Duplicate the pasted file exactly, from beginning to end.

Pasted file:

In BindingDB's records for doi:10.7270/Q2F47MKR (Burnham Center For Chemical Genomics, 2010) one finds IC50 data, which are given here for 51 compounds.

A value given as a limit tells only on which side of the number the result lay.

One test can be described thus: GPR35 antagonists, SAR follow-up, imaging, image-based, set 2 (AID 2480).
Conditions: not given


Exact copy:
In BindingDB's records for doi:10.7270/Q2F47MKR (Burnham Center For Chemical Genomics, 2010) one finds IC50 data, which are given here for 51 compounds.

A value given as a limit tells only on which side of the number the result lay.

One test can be described thus: GPR35 antagonists, SAR follow-up, imaging, image-based, set 2 (AID 2480).
Conditions: not given